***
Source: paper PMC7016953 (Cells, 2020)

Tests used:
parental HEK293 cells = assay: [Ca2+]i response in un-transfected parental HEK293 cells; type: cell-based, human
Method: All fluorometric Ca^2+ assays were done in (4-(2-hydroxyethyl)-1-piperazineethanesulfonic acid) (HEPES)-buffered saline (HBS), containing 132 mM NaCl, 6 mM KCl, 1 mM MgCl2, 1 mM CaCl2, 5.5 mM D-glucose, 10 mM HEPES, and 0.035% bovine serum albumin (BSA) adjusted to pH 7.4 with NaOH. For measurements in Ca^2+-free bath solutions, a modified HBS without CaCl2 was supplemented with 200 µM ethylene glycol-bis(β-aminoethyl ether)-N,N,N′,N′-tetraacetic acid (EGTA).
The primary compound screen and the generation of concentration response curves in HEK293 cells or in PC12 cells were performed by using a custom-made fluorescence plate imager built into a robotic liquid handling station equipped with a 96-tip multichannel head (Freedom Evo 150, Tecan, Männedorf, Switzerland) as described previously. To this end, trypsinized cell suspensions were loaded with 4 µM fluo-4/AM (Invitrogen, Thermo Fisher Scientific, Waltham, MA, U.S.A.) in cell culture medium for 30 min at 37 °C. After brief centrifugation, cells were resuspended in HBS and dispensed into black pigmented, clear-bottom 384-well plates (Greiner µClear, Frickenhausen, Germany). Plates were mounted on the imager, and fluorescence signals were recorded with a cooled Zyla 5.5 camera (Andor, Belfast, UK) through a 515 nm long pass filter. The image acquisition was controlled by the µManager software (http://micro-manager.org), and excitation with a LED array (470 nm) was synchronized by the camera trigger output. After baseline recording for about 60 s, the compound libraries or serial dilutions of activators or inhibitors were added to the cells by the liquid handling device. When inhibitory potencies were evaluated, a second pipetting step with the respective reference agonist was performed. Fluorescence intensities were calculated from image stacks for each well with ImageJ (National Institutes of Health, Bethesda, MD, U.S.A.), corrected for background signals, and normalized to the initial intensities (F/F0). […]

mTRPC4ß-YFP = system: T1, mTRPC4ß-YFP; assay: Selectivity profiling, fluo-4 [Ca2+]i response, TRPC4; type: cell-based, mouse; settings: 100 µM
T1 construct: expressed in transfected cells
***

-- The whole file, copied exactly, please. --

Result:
Source: paper PMC7016953 (Cells, 2020)

Tests used:
parental HEK293 cells = assay: [Ca2+]i response in un-transfected parental HEK293 cells; type: cell-based, human
Method: All fluorometric Ca^2+ assays were done in (4-(2-hydroxyethyl)-1-piperazineethanesulfonic acid) (HEPES)-buffered saline (HBS), containing 132 mM NaCl, 6 mM KCl, 1 mM MgCl2, 1 mM CaCl2, 5.5 mM D-glucose, 10 mM HEPES, and 0.035% bovine serum albumin (BSA) adjusted to pH 7.4 with NaOH. For measurements in Ca^2+-free bath solutions, a modified HBS without CaCl2 was supplemented with 200 µM ethylene glycol-bis(β-aminoethyl ether)-N,N,N′,N′-tetraacetic acid (EGTA).
The primary compound screen and the generation of concentration response curves in HEK293 cells or in PC12 cells were performed by using a custom-made fluorescence plate imager built into a robotic liquid handling station equipped with a 96-tip multichannel head (Freedom Evo 150, Tecan, Männedorf, Switzerland) as described previously. To this end, trypsinized cell suspensions were loaded with 4 µM fluo-4/AM (Invitrogen, Thermo Fisher Scientific, Waltham, MA, U.S.A.) in cell culture medium for 30 min at 37 °C. After brief centrifugation, cells were resuspended in HBS and dispensed into black pigmented, clear-bottom 384-well plates (Greiner µClear, Frickenhausen, Germany). Plates were mounted on the imager, and fluorescence signals were recorded with a cooled Zyla 5.5 camera (Andor, Belfast, UK) through a 515 nm long pass filter. The image acquisition was controlled by the µManager software (http://micro-manager.org), and excitation with a LED array (470 nm) was synchronized by the camera trigger output. After baseline recording for about 60 s, the compound libraries or serial dilutions of activators or inhibitors were added to the cells by the liquid handling device. When inhibitory potencies were evaluated, a second pipetting step with the respective reference agonist was performed. Fluorescence intensities were calculated from image stacks for each well with ImageJ (National Institutes of Health, Bethesda, MD, U.S.A.), corrected for background signals, and normalized to the initial intensities (F/F0). […]

mTRPC4ß-YFP = system: T1, mTRPC4ß-YFP; assay: Selectivity profiling, fluo-4 [Ca2+]i response, TRPC4; type: cell-based, mouse; settings: 100 µM
T1 construct: expressed in transfected cells